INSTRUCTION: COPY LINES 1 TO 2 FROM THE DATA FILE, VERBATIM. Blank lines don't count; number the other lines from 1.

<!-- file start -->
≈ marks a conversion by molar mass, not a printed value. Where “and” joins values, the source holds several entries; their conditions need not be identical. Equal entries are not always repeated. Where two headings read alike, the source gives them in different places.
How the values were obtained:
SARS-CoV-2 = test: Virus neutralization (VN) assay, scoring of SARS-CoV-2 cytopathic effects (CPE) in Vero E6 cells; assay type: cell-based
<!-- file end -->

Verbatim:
≈ marks a conversion by molar mass, not a printed value. Where “and” joins values, the source holds several entries; their conditions need not be identical. Equal entries are not always repeated. Where two headings read alike, the source gives them in different places.
How the values were obtained: